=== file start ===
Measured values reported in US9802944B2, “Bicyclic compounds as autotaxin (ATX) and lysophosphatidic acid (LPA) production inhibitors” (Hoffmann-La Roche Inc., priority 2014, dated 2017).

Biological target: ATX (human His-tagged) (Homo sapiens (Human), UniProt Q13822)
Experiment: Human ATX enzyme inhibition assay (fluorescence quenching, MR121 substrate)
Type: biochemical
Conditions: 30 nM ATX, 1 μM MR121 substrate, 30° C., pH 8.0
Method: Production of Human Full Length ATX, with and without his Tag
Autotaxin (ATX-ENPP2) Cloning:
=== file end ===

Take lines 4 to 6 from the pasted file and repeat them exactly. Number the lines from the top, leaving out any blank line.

Type: biochemical
Conditions: 30 nM ATX, 1 μM MR121 substrate, 30° C., pH 8.0
Method: Production of Human Full Length ATX, with and without his Tag